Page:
Editorials Entertainment

Sundance Film Festival

Park City, Utah-

With the Sundance Film Festival beginning today, film geeks and hipster envisionaries are bundling up in their peacoats and film paraphernalia in high hopes to buy tickets to the country-renounced event.

Hosted at the Sundance Resorts, Park City, the Sundance Film Festival is one of the most popular film festivals to this day. Famous film directors and young, intuitive film producers across America are rising up to the occasion, directing and composing innovative and sublime reels of film JUST for Utah’s popular event. read more

Editorials Technology

iBoss is not a catalyst for education; it’s a wall

Being a senior at UCAS, I have experienced both times with and without iBoss enabled on our school network. In my sophomore year, internet throughout UCAS was filtered indiscriminately, and students were often complaining about how they couldn’t access youtube or other sites they frequently visited. Then, throughout my junior year, the firewall seemed to have dissipated entirely. Now, I have witnessed the disturbing resurgence of iBoss’s reign over the UCAS school network.

I can understand the purpose of an internet filter at schools. The filter is a fantastic safety net to protect students from shadier parts of the web and can sometimes steer them away from legal trouble. The firewall also is a wonderful tool to help students stay focused on school work by blocking games and other such content. These two purposes I agree with entirely, as I have witnessed the beneficial effects of both. On my PC at home, I’ve installed software to achieve a similar purpose, and I can set hours for the software to block certain websites so that I can finish school work. read more

Editorials Lifestyle

The Stress of School: Is it only the Beginning?

Over the course of the past five, the number of children that claim to have experienced great levels of stress at the beginning of the school year has just about doubled. Yet, here at UCAS, everybody appeared to enter through the front doors of UCAS with high hopes and contagious optimistic attitudes, leaving several of us scratching our heads. Are the students of UCAS also experiencing the same levels of stress as the students of other schools around the country? If so, will the stress levels increase as the school days go by? Do college courses and early testing days have anything to do with the pressure placed upon our parting porcelain patience? read more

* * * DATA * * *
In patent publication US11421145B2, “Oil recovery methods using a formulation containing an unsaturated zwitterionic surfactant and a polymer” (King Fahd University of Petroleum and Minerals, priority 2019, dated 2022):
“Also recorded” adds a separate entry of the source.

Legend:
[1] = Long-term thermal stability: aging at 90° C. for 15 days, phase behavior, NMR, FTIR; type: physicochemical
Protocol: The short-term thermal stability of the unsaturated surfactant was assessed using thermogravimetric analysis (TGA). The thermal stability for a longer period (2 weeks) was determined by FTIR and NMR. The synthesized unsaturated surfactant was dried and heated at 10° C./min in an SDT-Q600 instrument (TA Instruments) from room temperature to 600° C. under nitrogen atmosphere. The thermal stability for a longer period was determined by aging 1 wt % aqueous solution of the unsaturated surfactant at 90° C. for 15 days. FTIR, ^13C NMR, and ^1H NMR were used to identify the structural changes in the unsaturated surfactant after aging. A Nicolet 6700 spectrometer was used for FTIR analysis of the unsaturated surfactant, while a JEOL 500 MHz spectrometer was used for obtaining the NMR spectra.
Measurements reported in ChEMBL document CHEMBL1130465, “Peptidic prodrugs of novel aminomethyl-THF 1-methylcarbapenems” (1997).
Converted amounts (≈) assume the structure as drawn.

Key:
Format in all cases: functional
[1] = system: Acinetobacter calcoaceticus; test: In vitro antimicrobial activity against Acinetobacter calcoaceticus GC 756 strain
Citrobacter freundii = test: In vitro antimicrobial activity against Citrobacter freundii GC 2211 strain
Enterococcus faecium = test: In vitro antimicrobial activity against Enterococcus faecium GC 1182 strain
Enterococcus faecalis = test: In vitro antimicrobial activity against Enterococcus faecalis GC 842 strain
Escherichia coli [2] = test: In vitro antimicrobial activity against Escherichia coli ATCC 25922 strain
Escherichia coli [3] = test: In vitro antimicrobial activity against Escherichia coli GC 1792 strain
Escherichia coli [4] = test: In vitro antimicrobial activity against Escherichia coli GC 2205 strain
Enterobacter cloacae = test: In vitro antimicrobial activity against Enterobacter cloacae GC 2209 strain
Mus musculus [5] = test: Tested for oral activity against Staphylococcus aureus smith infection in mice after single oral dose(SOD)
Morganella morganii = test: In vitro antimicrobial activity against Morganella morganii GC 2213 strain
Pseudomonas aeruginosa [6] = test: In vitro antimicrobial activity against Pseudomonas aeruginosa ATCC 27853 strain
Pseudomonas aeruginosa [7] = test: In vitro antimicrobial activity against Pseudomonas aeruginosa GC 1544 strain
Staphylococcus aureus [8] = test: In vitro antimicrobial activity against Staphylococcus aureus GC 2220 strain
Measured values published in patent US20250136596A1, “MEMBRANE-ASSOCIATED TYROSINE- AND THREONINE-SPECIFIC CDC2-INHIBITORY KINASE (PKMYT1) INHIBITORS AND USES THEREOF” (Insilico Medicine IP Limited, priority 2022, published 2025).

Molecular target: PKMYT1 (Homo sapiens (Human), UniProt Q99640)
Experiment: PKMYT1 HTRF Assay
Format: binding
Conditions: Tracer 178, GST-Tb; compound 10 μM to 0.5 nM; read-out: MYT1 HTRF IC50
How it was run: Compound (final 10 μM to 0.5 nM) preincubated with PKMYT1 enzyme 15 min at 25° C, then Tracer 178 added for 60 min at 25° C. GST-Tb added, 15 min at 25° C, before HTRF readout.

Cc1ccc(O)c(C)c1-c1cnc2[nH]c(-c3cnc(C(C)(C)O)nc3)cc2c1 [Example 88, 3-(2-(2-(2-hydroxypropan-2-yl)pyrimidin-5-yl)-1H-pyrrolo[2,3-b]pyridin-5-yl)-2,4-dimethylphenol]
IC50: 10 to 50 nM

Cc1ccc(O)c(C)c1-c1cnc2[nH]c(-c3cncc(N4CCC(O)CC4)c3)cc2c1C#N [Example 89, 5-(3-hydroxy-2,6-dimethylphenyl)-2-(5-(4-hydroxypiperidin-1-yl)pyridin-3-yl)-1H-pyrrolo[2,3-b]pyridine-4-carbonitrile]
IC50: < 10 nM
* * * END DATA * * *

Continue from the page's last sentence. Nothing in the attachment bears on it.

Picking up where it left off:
Editorials Technology

Nuclear Energy, Yay or Nay?

There are many misconceptions about nuclear energy, and it’s understandable considering how the word “nuclear” is in the title, and many get spooked real quick. Even though anti-nuclear energy advocates, like Green party presidential candidate Jill Stein, say “nuclear energy is dirty, dangerous and expensive,” it’s proven to be the opposite. Unlike natural gas and coal, nuclear energy doesn’t give off any air pollution.

According to Jill Stein, “nuclear power would never survive on a free open market.” Really? Each nuclear energy plant creates more jobs than any other energy source individually: the Nuclear Energy Institute found that wind and gas create 50, coal creates 190, hydro creates anywhere from 100-450, solar creates 470, and nuclear energy creates 500. These numbers are approximate, but it shows that nuclear energy employs more people, making it better for the economy. Also, nuclear energy doesn’t give off any air pollution like natural gas or coal. Sorry, but that steam coming out of nuclear plants is just plain ol’ steam. Either way, I’m quite sure that Lindsey Graham lets off more steam than a nuclear energy plant. read more

Editorials Featured World News

End of China’s One Child Policy

Li Mei, now forty-five years old, sells balloons on the street corner of China’s capital city, Beijing. Here she migrated from her small, rural town in Hunan — over a 10 hour bus ride. When told China’s one child policy has finally been lifted, a wide smile graces her face. She relates a story about how in her small of Hunan town, she paid hundreds of dollars in fines to have her three children, leaving her future and that of her children burdened with debt. She says, “Everyone wants to have a second child, but the fines are a burden on us. But that’s the policy, and we can’t fight it.” read more